I'd agree with that. The cost to push some updates to some of the old Android versions is probably less than the value that can be harvested from the opportunity from the tons of users that are still on those old Android versions, if they take the updates. I suspect Google and various entities won't push all types of updates to old Android versions, just certain ones. I'd have to guess that all of it is fairly calculated.
    The general consensus on CB is that anyone still using a Priv today is asking to have their data harvested. Whether Google sends some kind of update for it or not.
    12-05-21 12:56 PM
  15. conite's Avatar
    The general consensus on CB is that anyone still using a Priv today is asking to have their data harvested. Whether Google sends some kind of update for it or not.
    Why do you make up nonsense like that?

    The general consensus with all security experts, and those who are security conscious, is that one tries to minimise his/her exposure - an important element of which is to use a currently supported device.
    eshropshire likes this.
    12-05-21 01:02 PM
  16. spARTacus's Avatar
    I think the general consensus is that everyone is getting some aspects of their data harvested nowadays, regardless of what device they are using, regardless of if it is up to date or not, and at least partially also regardless of it they want data harvested or not.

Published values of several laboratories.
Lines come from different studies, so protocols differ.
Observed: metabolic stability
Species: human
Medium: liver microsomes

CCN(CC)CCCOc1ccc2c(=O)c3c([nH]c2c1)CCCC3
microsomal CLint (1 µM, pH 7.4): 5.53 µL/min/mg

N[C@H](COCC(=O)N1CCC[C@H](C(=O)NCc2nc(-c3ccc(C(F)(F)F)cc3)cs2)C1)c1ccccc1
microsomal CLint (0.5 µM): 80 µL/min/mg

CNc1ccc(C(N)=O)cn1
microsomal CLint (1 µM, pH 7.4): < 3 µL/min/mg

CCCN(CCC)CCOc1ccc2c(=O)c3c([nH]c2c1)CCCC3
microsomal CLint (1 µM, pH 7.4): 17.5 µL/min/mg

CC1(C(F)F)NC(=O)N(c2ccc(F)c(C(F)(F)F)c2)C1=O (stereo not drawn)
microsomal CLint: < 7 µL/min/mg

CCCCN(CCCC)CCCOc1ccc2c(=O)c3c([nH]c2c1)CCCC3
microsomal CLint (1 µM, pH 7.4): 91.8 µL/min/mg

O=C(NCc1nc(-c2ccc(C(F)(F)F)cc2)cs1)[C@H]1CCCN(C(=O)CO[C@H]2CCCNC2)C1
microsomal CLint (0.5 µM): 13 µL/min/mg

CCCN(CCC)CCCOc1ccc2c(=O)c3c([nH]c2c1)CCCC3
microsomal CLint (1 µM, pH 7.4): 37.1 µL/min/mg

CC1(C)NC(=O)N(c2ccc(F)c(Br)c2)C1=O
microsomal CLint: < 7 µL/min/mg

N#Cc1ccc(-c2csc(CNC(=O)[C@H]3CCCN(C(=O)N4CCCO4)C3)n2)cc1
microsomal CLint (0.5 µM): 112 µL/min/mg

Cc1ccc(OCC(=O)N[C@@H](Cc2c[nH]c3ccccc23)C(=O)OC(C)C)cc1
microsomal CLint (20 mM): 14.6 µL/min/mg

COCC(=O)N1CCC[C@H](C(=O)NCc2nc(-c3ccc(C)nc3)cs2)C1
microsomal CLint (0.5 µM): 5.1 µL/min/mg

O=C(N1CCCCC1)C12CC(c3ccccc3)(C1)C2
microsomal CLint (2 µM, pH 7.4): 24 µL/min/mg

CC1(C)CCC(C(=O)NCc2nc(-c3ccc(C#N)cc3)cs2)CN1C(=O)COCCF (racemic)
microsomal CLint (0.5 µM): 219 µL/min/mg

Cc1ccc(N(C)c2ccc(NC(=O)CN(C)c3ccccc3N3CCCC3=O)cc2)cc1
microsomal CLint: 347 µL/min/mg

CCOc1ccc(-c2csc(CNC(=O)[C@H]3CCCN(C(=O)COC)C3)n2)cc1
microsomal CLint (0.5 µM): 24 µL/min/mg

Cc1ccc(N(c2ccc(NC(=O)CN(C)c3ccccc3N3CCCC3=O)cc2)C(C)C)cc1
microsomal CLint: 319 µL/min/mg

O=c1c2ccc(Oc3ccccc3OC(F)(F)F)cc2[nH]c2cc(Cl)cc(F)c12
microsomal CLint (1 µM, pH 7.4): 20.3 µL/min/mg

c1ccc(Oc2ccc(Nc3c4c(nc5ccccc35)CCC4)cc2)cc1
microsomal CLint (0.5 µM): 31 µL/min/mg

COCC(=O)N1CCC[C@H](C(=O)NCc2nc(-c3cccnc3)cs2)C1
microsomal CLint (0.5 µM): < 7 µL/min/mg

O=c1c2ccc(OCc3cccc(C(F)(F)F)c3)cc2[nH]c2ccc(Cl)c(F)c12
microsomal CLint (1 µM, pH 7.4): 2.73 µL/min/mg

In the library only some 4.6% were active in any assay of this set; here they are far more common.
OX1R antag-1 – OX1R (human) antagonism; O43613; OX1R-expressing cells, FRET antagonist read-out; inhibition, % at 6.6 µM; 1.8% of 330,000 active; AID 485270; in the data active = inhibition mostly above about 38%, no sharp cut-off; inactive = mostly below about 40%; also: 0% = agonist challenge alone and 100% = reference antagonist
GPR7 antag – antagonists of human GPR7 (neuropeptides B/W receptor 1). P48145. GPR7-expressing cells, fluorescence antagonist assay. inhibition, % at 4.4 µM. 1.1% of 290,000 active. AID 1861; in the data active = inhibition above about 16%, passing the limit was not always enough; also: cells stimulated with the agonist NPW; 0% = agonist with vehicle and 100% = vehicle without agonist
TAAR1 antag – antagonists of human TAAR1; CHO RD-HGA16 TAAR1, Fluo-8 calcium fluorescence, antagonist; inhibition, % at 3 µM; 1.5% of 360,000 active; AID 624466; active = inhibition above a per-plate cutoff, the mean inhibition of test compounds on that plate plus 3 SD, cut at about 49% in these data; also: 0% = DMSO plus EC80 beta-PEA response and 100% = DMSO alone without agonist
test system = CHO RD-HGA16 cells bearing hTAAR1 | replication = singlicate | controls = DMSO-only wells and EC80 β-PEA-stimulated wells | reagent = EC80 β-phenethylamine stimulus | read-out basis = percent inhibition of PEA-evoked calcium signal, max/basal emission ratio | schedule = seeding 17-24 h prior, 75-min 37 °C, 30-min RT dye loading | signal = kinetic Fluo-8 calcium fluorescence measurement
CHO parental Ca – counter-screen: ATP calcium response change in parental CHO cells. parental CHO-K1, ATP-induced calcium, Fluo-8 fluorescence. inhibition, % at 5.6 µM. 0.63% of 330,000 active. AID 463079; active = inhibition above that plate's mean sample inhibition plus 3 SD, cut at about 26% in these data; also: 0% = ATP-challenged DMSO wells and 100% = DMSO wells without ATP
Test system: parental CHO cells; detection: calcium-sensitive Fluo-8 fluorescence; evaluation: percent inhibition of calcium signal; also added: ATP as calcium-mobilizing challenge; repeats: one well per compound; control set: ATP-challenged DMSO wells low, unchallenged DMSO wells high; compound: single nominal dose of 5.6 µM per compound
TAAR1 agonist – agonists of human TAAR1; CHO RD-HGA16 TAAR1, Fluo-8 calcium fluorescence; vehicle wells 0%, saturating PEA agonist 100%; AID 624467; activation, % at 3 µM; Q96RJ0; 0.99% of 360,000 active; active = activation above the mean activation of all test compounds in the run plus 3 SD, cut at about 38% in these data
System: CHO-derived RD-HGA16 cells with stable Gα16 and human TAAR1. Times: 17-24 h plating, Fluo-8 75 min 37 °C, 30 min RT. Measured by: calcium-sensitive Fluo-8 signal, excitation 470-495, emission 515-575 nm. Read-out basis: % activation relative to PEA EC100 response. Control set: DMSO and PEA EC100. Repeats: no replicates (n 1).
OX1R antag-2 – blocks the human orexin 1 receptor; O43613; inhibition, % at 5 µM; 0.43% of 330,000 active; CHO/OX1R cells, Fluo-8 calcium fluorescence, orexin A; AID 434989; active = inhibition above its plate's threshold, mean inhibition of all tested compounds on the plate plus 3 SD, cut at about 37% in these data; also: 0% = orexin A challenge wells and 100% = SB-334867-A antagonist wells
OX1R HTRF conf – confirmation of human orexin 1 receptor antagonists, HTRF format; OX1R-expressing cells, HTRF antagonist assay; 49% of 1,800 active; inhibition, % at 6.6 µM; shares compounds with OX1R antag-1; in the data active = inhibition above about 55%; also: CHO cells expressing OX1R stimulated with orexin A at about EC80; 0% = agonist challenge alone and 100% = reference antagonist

12-05-21 01:06 PM
  17. conite's Avatar
    I think the general consensus is that everyone is getting some aspects of their data harvested nowadays, regardless of what device they are using, regardless of if it is up to date or not, and at least partially also regardless of it they want data harvested or not.
    There is a vast difference between sharing data with those whom you have a relationship with, and those who steal it without your knowledge for unknown (generally nefarious) reasons.
    John Albert likes this.
    12-05-21 01:13 PM
  18. spARTacus's Avatar
    Sure, and most people aren't really aware that they are "in a relationship" with so many entities, and that aspects of their data is being "shared". Most that are aware have probably never bothered to wonder about just what they are sharing and/or how they could try to control such. It would be interesting to know what is still being "shared" even when all attempts to control such are as tightly locked down as can be.

    For those using an old device that is not regularly patched or maybe not using apps that have more granular control over privacy (ie: for where there is greater opportunity for other apps to try to "steal data"), in reality that probably isn't "stealing", because the relationship probably permits for it as part of "sharing".
    12-05-21 01:32 PM
  19. conite's Avatar
    Sure, and most people aren't really aware that they are "in a relationship" with so many entities, and that aspects of their data is being "shared". Most that are aware have probably never bothered to wonder about just what they are sharing and/or how they could try to control such. It would be interesting to know what is still being "shared" even when all attempts to control such are as tightly locked down as can be.